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NLRB Sides with Student Employees

The move will allow teaching assistants to join a union at private colleges and universities

Brian Young's picture
Mar 12, 2021

Since the 1970s rules surrounding the ability of teaching assistants to join a union have faced regular oscillation and in just the past two decades the NLRB has changed their position 3 times causing organizing drives to stop and start and keeping the legality of the unions in flux.

In September 2019, the Trump administration announced that they were publishing a Notice of Proposed Rulemaking that would permanently bar teaching and research assistants at private colleges and universities who are compensated for their work, from joining a union. This would change their classification so that they were not considered employees under the National Labor Relations Act. At the time, the NLRB argued that a teaching or research assistants relationship with the school is “predominately educational rather than economic.”

However, with a new President in office, a more labor-friendly General Counsel at the NLRB, and Democrats poised to take over the board later this year, the NLRB has announced that they are withdrawing the proposed rule. This means that teaching and research assistants at private schools will be able to continue organizing a union without concern that their effort could be declared illegal part of the way through. It also means that schools, where their student employees have already formed a union, will still have bargaining rights.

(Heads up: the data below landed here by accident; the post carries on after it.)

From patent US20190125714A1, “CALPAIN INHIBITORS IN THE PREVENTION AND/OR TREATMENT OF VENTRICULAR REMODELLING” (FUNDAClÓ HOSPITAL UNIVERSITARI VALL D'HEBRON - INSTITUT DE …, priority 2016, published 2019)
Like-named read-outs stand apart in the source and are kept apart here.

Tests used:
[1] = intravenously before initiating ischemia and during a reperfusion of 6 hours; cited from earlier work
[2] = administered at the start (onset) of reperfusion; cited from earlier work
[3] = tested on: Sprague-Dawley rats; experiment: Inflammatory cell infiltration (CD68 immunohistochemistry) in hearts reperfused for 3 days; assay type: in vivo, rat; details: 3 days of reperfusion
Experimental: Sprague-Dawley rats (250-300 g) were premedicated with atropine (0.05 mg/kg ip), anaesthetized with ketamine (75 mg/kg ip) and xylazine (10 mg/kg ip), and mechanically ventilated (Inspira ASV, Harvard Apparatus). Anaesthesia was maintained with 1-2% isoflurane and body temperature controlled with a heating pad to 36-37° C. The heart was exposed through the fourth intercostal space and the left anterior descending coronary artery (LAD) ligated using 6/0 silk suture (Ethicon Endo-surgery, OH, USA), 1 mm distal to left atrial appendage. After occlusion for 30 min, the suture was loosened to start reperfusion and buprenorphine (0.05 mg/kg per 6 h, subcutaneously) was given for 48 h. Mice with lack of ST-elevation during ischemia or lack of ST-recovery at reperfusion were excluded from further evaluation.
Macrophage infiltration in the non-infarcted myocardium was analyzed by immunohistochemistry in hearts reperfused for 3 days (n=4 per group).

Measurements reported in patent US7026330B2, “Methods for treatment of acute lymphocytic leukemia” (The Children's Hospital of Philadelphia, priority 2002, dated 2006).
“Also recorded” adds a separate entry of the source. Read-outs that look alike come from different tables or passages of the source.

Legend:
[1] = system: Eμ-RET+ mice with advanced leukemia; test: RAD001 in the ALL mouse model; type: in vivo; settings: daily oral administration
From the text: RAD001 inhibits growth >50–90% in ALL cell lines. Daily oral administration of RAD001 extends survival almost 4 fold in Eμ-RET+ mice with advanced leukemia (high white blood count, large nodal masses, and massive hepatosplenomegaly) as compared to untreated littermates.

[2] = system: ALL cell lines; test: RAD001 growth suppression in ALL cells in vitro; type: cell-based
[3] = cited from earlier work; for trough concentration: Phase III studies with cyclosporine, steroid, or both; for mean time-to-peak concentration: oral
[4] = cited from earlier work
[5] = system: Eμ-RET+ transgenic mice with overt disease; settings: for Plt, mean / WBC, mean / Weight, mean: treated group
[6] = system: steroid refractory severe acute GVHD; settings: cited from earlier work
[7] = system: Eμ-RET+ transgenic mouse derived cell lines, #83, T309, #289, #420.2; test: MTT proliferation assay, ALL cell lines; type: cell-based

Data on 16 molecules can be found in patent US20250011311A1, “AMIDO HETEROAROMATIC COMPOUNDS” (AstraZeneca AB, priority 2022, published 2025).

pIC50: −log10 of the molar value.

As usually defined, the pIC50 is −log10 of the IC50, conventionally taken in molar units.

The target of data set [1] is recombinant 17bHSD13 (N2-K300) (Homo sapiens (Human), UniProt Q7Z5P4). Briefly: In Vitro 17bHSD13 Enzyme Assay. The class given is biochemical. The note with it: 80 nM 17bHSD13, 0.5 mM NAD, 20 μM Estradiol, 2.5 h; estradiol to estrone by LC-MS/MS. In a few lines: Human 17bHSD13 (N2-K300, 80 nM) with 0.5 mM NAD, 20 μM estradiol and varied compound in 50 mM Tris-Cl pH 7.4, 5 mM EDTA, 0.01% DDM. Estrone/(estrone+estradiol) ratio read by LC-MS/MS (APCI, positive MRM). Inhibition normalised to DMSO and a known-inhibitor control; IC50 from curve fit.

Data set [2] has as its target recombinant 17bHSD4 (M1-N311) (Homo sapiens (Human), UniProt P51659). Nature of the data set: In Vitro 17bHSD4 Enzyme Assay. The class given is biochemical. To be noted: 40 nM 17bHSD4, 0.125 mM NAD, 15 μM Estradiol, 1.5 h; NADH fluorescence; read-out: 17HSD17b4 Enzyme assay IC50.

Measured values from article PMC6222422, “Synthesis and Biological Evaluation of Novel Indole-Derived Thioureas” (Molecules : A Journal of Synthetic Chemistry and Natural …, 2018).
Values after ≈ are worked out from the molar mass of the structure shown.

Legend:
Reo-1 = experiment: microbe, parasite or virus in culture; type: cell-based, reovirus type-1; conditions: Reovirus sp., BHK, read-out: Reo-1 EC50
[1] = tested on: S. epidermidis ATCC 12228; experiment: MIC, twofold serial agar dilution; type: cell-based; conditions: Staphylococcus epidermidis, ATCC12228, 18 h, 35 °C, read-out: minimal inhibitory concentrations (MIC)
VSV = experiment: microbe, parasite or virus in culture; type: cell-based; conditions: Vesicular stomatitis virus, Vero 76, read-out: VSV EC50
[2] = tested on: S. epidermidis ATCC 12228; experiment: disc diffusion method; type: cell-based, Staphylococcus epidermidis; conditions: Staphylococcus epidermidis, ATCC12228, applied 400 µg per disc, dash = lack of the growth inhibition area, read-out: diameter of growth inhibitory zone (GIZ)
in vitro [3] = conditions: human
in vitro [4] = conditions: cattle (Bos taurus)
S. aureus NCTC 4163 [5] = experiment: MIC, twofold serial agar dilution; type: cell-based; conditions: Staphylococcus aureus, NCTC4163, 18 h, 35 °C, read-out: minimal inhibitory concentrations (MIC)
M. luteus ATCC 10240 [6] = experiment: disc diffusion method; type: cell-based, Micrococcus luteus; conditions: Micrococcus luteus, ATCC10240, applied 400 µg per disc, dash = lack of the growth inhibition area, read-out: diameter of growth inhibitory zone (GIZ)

This move is just the latest in a series of moves that Biden and his appointees have made to quickly roll back the changes that Trump made to hurt working people. According to Bloomberg, the decision by the NLRB to drop the rule banning student-workers from organizing may be the board attempting to triage Trump rules so that they can focus on getting something passed before Democrats take over the board in August with a presumably more pro-union, pro-worker pick.


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